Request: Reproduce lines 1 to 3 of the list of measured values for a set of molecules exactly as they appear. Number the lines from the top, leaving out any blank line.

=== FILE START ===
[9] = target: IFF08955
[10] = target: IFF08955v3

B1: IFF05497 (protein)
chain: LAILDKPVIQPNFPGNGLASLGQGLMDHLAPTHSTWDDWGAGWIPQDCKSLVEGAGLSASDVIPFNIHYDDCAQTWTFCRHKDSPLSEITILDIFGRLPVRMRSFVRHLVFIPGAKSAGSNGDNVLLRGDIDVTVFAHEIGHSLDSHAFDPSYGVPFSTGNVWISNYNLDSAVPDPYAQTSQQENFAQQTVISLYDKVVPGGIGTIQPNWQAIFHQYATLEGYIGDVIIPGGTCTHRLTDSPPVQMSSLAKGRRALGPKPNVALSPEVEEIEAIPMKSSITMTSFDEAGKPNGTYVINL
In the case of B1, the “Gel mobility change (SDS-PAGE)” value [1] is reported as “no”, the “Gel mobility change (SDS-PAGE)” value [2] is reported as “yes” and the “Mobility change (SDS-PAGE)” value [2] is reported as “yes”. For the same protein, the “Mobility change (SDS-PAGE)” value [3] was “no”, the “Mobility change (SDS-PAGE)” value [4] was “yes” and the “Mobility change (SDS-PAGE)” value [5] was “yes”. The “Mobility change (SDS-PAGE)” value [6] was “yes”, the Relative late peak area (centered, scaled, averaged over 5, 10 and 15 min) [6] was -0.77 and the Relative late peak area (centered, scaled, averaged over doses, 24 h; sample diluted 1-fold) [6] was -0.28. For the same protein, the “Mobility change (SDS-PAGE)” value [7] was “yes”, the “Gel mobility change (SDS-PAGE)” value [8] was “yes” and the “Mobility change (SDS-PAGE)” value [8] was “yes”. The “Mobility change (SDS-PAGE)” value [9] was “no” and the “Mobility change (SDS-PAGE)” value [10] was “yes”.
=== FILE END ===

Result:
[9] = target: IFF08955
[10] = target: IFF08955v3

B1: IFF05497 (protein)